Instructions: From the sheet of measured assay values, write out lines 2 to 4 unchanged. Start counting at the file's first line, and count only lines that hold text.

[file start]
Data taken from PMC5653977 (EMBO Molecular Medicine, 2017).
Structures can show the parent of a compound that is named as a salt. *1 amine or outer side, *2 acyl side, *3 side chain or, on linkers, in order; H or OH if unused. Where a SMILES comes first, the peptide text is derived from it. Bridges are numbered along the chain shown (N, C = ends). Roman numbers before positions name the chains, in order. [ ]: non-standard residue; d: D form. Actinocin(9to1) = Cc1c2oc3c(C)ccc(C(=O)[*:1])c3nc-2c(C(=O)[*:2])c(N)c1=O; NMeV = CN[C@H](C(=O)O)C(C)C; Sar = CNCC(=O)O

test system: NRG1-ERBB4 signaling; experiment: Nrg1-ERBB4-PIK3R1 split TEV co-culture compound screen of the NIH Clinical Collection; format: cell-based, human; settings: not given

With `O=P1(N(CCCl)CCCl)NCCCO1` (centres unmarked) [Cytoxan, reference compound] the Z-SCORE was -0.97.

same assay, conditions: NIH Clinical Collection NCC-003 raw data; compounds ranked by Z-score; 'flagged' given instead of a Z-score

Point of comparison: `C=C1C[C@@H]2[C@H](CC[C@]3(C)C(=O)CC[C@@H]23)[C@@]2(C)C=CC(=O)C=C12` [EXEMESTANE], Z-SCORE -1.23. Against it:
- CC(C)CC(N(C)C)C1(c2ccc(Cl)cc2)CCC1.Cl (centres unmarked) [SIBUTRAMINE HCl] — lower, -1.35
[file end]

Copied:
Structures can show the parent of a compound that is named as a salt. *1 amine or outer side, *2 acyl side, *3 side chain or, on linkers, in order; H or OH if unused. Where a SMILES comes first, the peptide text is derived from it. Bridges are numbered along the chain shown (N, C = ends). Roman numbers before positions name the chains, in order. [ ]: non-standard residue; d: D form. Actinocin(9to1) = Cc1c2oc3c(C)ccc(C(=O)[*:1])c3nc-2c(C(=O)[*:2])c(N)c1=O; NMeV = CN[C@H](C(=O)O)C(C)C; Sar = CNCC(=O)O

test system: NRG1-ERBB4 signaling; experiment: Nrg1-ERBB4-PIK3R1 split TEV co-culture compound screen of the NIH Clinical Collection; format: cell-based, human; settings: not given

With `O=P1(N(CCCl)CCCl)NCCCO1` (centres unmarked) [Cytoxan, reference compound] the Z-SCORE was -0.97.